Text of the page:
After Florence I do think that we need some additional safeguards and this is a big one. The unfortunate downside is that this is a project that has had to take some pauses, which were out of our town’s control and I’m sure that resulted in higher costs along the way. They have however been diligent to push toward getting the working part going and I am excited to see this project completed and see what we can work on next.

PCD: Surf City is in the midst of updating its zoning ordinances. What changes do you think need to be made, if any, and why?

AH: A big part of what has pushed our rapid influx of developments is approving additional phases of communities. Then if we have a change in the market the developers never begin those phases. They are then sold to another developer at a later date when it is financially beneficial to build again, but we are not always in a position to need that kind of growth at that time. Being that these plans have already been approved the town is limited to ways to stop them at this point.

As discussed above I would like to see time limits on completion of large and phased developments. I would also like to see some updates to the required second entrance and exit for new developments. Again, these are often communities that were initially a phase of an existing community and they are utilizing easements that are in the original land plan. We are now forcing older communities to give access to a second community that has no financial obligation to assist with repairs and maintenance on the first community’s property specifically roads. A way to help would be to allow gates that would make these connecting streets for emergency use only but the town currently does not allow for any kind of gates.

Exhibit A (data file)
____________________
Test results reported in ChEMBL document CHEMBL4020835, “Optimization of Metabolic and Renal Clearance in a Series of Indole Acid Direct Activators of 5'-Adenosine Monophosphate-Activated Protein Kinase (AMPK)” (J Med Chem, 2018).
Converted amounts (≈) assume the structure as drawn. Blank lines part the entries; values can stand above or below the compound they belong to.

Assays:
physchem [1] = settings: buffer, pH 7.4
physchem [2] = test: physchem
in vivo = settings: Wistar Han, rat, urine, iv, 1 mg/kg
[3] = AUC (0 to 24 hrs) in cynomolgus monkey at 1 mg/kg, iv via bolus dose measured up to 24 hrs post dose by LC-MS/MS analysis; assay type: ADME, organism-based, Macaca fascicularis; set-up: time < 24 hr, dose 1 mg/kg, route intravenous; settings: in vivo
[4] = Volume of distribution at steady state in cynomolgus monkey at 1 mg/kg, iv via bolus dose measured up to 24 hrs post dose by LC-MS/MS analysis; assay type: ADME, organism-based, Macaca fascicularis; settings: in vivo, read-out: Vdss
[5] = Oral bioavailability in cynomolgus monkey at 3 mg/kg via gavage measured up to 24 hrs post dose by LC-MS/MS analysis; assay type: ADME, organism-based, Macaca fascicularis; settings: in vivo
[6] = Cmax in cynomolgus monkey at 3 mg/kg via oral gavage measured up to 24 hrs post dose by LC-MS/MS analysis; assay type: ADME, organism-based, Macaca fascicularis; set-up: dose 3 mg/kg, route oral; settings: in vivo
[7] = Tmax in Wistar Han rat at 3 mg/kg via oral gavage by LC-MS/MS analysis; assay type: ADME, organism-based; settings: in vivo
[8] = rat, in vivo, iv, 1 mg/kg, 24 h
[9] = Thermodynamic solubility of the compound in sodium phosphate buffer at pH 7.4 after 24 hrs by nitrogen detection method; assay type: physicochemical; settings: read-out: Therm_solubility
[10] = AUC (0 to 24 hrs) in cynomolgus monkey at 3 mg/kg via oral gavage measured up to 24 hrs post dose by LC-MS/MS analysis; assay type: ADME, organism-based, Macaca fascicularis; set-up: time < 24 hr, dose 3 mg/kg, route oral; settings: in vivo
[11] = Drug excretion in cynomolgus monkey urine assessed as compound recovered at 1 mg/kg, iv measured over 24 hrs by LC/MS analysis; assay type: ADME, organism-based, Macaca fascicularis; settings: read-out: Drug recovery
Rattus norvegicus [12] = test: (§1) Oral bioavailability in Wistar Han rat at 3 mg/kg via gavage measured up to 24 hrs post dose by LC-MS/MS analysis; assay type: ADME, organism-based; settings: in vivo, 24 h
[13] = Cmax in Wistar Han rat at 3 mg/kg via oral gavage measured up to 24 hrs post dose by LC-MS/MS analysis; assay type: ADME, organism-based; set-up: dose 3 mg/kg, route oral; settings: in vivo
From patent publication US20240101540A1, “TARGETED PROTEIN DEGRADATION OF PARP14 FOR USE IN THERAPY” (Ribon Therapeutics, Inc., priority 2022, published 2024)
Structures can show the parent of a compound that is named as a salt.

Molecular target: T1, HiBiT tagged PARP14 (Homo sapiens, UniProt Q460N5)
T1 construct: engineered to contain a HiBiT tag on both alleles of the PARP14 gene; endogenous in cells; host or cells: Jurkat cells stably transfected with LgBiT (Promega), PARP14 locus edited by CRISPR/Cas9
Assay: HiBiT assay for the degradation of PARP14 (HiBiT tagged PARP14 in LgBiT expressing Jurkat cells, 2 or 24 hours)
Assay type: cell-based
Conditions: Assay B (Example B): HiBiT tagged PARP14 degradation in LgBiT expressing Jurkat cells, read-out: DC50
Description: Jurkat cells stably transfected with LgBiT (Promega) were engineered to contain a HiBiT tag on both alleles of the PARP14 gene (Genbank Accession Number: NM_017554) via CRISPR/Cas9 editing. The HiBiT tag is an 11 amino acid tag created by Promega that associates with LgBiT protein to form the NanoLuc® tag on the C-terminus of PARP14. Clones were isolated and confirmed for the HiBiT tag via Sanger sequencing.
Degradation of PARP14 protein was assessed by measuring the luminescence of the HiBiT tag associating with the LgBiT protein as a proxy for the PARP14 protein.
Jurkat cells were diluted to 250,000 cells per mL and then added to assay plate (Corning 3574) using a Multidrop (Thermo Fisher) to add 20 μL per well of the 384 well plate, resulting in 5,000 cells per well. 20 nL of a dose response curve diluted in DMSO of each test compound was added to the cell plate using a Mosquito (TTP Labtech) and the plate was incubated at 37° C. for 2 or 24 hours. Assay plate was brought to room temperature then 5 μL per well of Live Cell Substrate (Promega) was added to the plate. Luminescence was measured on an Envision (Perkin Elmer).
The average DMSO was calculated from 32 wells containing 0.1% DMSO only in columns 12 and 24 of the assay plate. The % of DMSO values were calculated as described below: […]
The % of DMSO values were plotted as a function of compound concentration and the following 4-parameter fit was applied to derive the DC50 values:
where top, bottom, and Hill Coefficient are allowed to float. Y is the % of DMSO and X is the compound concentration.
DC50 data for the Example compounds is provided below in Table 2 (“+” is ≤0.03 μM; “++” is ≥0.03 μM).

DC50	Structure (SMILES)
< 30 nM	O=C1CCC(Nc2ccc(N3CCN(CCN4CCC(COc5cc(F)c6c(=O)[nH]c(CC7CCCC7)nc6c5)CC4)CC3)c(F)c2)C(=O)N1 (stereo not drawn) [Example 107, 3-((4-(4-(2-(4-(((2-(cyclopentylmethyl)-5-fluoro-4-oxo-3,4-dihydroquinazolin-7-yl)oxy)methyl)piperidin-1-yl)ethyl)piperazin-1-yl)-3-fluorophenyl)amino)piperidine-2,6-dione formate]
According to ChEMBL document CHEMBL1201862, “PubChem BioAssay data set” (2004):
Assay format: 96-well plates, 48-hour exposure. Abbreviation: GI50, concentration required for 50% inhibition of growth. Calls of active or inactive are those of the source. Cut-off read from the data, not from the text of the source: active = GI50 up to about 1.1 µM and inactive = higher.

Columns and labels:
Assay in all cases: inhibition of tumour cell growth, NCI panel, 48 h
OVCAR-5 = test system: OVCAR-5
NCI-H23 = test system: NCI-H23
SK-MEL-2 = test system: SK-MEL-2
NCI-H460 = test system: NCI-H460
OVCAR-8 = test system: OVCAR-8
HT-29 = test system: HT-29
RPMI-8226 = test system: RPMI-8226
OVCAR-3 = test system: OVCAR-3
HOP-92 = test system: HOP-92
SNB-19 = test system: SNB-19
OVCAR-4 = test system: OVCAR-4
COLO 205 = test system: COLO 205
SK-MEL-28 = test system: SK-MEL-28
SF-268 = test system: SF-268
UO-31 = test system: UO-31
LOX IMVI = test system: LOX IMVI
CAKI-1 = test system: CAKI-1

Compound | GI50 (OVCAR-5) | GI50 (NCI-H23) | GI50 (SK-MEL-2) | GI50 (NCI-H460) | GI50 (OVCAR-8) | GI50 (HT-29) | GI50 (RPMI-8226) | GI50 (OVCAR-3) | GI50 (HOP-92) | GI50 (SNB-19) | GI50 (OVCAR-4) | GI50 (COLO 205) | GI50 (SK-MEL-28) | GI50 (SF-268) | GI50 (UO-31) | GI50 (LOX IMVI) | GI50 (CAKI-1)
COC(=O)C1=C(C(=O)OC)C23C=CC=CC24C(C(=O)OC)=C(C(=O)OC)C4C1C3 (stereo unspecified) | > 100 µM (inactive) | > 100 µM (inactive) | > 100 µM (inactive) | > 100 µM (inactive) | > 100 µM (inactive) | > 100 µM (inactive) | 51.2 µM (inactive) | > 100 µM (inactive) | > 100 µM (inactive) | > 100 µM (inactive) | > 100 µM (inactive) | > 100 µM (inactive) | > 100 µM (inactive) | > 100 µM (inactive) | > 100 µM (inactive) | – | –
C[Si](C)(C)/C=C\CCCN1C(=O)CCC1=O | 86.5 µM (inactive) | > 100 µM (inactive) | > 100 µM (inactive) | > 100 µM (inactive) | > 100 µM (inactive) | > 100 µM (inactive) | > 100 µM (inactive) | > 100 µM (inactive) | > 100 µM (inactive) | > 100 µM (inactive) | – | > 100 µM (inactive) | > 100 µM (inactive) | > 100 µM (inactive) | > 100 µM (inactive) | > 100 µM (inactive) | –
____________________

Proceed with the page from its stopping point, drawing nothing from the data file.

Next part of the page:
PCD: The town is working on an engineering study to address stormwater issues on the island. What do you think should be done to mitigate flooding?

AH: I have spoken with the town and they are doing a great job to use some grant funding currently to try two different options for stormwater mitigation. They are then planning to determine how well each works and then add additional sites to other areas on the island. We are now a very populated island and we all need the ability to get back and forth. Pending the success of these plans I can assure you as a person who lives on the island this will be top priority for me to see implemented and resolved.

PCD: There were unfortunately a few drownings along Surf City’s beaches this past year but no lifeguards. Do you think Surf City should consider funding lifeguards during summer months or other water safety programs to increase protection for beachgoers?

AH: While I would love to see lifeguards I’m not sure financially we are at a point that we can do that for our town. The fire chief is in the process of working with a non-profit to add informational flags and lifesaving floatation devices to each beach access. I have already reached out with my support in this and offered any help that I can.

I would also like to see informational signs on each beach access that discuss risk and how to help in the event of a drowning. Often times it is not the person that appears to initially be in distress that we end up losing the person who goes out to try to save them.

My mother was a certified lifeguard and infant swim coach, so water safety is something that has always been discussed in my house. I think working to inform people on what to do and what not to do is a more successful way to help save lives in our community right now. We do have a great Ocean Rescue division of the fire department currently, and if we need to put additional funding into adding additional members of the fire department and equipment to keeping our waters safe that is something I could get behind right now.